In a review of the UK Financial Conduct Authority’s first 100 days, Chief Executive Martin Wheatley said that the authority is a new type of outcomes-based securities and financial regulator that eschews check-the-box regulation. Calling this a new epoch in financial regulation, the FCA Chief Executive emphasized that thematic reviews, market studies, and the increased use of judgment are regulatory features that are here to stay.
According to Mr. Wheatley, securities regulation has been based historically on a flawed model based on implausible economic assessments, such as the impossibility of perfectly rational consumers and markets. It was based on a false paradigm where everything and everyone behaved entirely predictably, or at least predictably in the classical economic sense, and where consumers were always rational actors and investors read and understood the terms and conditions.
The FCA takes a pro-active regulatory approach that actively looks at market trends, innovations, business plans, products and outcomes to support both markets, as well as customers. The FCA is not just asking if a financial product is compliant and does it tick every legal box, he noted. Rather, the FCA is asking if the outcome is good and is the fair treatment of consumers designed into products and culture.
The FCA is also baking in the lessons of behavioral economics in all of its regulatory work. In particular, the predictable mistakes consumers make, how firms respond and the affect this has on competition. The FCA adds all this up when the agency looks at particular issues to see what regulatory intervention may be useful. But not all of the approach is new, said Mr. Wheatley, noting that in the area of enforcement the FCA continues to work to deliver the robust message of credible deterrence. In the FCA’s regulation of securities and investment markets there is also an evolutionary approach, not a complete revolution.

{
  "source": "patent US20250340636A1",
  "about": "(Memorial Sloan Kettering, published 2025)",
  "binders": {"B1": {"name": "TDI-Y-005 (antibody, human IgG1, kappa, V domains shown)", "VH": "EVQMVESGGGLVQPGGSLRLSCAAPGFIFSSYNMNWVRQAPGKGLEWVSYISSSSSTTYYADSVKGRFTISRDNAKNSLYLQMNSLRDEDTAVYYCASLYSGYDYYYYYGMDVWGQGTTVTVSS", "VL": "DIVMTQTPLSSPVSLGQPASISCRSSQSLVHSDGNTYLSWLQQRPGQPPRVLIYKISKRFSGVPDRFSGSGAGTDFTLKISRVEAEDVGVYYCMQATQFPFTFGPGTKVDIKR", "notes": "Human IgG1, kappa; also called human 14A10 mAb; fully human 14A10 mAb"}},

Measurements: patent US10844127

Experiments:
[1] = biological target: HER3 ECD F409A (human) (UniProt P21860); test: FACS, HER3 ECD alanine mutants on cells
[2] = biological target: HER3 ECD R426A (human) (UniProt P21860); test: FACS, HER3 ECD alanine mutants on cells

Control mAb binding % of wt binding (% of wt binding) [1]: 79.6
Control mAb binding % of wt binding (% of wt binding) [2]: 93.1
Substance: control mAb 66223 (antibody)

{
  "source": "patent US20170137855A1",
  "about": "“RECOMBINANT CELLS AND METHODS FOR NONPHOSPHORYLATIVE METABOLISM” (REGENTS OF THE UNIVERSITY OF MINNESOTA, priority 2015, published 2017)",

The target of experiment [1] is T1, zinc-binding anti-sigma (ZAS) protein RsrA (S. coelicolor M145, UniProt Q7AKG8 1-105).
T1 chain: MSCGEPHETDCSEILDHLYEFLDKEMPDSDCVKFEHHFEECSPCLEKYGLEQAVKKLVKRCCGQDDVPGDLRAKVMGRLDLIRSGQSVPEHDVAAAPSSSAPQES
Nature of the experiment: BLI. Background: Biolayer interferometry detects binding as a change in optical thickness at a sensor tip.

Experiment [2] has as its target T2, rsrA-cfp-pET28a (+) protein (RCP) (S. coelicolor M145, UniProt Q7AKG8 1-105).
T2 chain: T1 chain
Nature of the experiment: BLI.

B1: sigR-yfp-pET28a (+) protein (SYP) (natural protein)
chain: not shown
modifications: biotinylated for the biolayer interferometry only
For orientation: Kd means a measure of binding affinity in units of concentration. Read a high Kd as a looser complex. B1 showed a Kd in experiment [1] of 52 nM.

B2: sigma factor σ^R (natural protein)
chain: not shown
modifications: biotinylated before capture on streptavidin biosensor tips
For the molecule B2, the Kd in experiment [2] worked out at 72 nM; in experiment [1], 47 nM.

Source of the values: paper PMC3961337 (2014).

The FCA will spend more time and effort looking at markets as a whole and whether they function well for consumers. They will look for remedies that help markets work better for consumers. And the agency, as part of its remit, will try to promote competition in the markets it regulates. Healthy competitive markets must become the new normal, emphasized the FCA Chief. These are markets where people take on risks that they understand and realize that they can gain and can lose, he said, and where consumers can work out which products best meet their needs and can buy from the suppliers offering them the best terms. A healthy market is also one where firms can profit from putting consumers first and where they can’t, they exit the market without disrupting its integrity.